Planting season gets off to a good start

South Dakota farmers are off and running.

A year after planting was an impossible task in many parts of the state because of flooding, planters are rolling across fields in a widespread area.

“This is as close to perfect as it gets,” Ross Hanson of Garretson said by phone as he made a pass across a field with his corn planter on April 24.

A year ago, Hanson wasn’t able to start planting until May 15 and then called it quits in mid-June. He was one of the fortunate ones, able to plant 94 percent of his ground in a year when more than 3.8 million South Dakota farm acres were unplanted, the highest total in the nation.

The difference between last year and this year is like night and day. As of April 26, South Dakotans had planted 8 percent of their corn, according to the National Agricultural Statistics Service. That total is expected to take a big jump when next week’s report is released. Last year, the percentage was a big fat zero as late as May 5.

Ross Hanson plants corn in a no-till field near Garretson.

Ross Hanson plants corn in a no-till field near Garretson.

It’s still early and the weather can change quickly, but planting season is off to a good start —better than most of us expected months ago.

Robert Walsh of Elk Point, president of the South Dakota Corn Utilization Council (SDCUC), said everything seemed to fall into place. That included a milder winter with less moisture, a nice snowmelt, no major rainfall in March and a near-perfect spring thaw.

“Everyone was getting the itch. The disaster of last year made everyone want to get started as soon as possible,” Walsh said. “Things are off to a really good start. I’m very optimistic compared to where we were sitting last year.”

Walsh started planting corn two weeks earlier than last year when he began May 5 and quit four days later because of flooding. He replanted half of that June 6 and 7.

The region received a couple of light showers amounting to .01 to 0.25 of an inch in recent days, but not enough precipitation to cause serious delays. He expects to finish planting corn April 30 and start soybeans the next day.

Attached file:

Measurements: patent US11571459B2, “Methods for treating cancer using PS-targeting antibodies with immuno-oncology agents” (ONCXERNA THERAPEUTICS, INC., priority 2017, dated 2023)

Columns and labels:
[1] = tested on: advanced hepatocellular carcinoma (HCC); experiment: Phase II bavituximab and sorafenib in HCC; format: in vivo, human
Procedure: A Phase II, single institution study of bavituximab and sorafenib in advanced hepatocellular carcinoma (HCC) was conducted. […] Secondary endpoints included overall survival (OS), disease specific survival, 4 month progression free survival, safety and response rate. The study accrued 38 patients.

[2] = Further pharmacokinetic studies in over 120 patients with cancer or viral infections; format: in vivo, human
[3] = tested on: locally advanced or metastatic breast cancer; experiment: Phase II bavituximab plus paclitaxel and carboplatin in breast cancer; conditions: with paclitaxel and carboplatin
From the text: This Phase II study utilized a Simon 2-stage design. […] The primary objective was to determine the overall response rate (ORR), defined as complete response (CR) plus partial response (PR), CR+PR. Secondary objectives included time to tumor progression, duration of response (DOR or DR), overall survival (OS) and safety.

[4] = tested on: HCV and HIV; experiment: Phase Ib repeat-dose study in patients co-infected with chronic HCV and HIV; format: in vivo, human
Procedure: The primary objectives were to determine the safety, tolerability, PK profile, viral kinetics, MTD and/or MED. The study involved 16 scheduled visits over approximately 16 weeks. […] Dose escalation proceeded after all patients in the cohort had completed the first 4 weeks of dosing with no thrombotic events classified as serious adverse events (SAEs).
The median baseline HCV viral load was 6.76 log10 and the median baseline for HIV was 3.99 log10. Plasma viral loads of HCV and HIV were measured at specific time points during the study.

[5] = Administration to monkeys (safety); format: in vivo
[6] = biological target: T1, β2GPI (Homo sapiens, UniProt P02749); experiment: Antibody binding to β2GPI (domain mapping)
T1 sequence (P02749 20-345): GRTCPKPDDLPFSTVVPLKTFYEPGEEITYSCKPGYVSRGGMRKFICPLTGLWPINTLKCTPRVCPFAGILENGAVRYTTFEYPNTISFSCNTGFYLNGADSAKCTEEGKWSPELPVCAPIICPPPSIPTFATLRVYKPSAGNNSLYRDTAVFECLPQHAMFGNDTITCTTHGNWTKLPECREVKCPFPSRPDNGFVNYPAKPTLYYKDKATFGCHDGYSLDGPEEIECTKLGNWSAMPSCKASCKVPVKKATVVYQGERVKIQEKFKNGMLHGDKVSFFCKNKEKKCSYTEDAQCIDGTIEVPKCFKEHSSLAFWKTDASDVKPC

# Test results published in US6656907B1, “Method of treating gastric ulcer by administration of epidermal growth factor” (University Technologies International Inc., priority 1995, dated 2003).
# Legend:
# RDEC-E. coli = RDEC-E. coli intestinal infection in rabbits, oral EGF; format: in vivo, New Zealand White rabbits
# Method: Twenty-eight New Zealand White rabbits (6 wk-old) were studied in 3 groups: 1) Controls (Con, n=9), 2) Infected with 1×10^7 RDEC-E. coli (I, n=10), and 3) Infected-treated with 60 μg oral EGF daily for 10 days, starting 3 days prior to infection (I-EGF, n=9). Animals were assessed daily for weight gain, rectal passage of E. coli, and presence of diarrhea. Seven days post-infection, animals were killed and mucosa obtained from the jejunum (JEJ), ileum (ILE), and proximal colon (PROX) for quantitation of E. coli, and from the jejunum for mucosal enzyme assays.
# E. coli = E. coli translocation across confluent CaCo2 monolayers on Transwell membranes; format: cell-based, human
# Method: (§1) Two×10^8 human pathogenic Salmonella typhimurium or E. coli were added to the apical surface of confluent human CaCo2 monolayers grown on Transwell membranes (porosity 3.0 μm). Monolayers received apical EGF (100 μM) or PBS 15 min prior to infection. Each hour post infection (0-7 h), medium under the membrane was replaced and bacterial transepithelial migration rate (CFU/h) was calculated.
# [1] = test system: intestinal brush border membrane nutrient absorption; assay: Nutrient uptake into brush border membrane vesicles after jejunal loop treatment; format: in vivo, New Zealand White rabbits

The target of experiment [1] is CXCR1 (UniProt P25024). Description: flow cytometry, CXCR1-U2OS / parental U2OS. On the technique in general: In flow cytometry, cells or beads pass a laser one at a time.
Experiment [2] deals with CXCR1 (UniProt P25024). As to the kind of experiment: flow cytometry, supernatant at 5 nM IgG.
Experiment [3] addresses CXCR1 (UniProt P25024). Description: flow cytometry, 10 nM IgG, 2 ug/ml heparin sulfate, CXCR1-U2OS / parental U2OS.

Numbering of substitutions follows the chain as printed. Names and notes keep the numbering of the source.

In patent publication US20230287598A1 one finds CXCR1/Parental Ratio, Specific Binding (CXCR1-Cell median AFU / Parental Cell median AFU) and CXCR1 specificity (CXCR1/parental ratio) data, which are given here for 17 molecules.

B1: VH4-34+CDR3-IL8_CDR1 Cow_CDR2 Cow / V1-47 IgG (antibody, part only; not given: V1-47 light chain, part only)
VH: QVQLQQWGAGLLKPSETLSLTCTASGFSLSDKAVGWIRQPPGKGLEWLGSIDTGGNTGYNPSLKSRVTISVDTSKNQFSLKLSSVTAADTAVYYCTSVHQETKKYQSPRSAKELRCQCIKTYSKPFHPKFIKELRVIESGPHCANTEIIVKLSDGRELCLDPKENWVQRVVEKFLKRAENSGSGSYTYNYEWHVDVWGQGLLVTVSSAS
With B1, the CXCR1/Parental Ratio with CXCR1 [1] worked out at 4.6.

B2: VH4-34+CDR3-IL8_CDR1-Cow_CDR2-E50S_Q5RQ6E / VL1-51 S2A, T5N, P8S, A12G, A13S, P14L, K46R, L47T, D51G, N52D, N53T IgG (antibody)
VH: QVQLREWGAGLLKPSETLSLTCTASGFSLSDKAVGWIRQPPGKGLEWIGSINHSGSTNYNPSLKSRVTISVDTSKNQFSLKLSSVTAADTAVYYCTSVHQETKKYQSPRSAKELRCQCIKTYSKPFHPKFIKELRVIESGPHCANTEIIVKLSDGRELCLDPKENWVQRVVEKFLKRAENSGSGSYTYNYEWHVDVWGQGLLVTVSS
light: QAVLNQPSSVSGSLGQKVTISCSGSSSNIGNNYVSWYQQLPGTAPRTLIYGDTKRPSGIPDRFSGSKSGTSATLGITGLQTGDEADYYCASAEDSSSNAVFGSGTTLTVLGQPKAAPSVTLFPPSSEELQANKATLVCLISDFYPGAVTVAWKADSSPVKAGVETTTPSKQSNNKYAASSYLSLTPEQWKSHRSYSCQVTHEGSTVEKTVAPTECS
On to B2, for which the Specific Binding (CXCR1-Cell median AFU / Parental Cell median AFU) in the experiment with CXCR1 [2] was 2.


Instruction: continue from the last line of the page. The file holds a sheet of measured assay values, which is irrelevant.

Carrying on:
The outlook is also promising west of Gettysburg, where Mike Cronin has finished planting 2,200 acres of spring wheat.

“That’s huge to get that much done in a hurry,” he said.

Cronin actually started planting spring wheat on April 10, but had to take a break due to snow and rain. Because the soil was cool, the oats he planted earlier and the first field of spring wheat didn’t start emerging until the past couple of days. He expects to start planting corn on April 30 now that the soil temperature is close to 50 degrees.

He also grows sunflowers but will likely wait until close to Memorial Day to begin planting those because a late frost would kill them.

Back at Garretson, Hanson is 90 percent done planting his 800 acres of corn and plans to start on soybeans at the end of this week.

“We’re moving right along,” he said.

He attributes much of his planting success to the fact all of his ground is no-till, a practice that his dad, Stan, started with soybeans in the early 1980s and expanded to corn in the mid- to late-’80s. By not disturbing the soil, structure seems to hold, he said. When the ground is saturated, the water seems to drain away.

Ross Hanson said when he does soil testing, he’s able to push a soil probe all the way down into the ground with one arm in no-till fields.

Unfortunately, conditions aren’t ideal everywhere. Grant Rix of Groton, vice president of the SDCUC, said this morning that ground is “completely saturated” throughout much of eastern Brown County. His farm received 0.6 inch of rain in a 24-hour period.

“We’re about four days away from planting corn if the weather cooperates,” he said. “I would guess there will be some pretty serious planting going on then.”

Rix estimates that only about 5 percent of the corn in that part of Brown County has been planted.

As always, continued progress in planting will be dependent on the weather, but for the majority of South Dakota farmers, things are off to a successful start.

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